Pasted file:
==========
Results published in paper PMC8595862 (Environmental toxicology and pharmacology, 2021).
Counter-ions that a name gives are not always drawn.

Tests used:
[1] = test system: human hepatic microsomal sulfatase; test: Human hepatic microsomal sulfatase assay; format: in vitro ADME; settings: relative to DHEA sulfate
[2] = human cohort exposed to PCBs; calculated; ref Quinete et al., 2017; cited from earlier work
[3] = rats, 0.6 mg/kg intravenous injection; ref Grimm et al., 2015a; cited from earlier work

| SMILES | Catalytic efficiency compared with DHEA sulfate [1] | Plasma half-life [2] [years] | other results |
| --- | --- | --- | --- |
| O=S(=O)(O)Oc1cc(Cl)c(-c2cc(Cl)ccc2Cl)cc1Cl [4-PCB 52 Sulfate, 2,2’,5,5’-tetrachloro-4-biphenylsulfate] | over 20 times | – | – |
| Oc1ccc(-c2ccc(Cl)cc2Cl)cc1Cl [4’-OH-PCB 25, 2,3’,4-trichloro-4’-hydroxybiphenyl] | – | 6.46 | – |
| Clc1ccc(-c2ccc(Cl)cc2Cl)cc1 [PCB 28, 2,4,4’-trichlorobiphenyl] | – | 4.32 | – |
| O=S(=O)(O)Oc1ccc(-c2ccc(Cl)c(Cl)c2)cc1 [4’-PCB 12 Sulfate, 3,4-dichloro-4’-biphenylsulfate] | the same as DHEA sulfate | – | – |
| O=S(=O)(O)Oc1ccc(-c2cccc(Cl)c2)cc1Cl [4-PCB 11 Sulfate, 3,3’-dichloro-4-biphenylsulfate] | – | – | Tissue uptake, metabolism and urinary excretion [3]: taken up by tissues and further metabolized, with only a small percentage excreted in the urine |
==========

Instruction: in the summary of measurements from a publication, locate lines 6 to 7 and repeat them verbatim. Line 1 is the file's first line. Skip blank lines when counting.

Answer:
[3] = rats, 0.6 mg/kg intravenous injection; ref Grimm et al., 2015a; cited from earlier work

| SMILES | Catalytic efficiency compared with DHEA sulfate [1] | Plasma half-life [2] [years] | other results |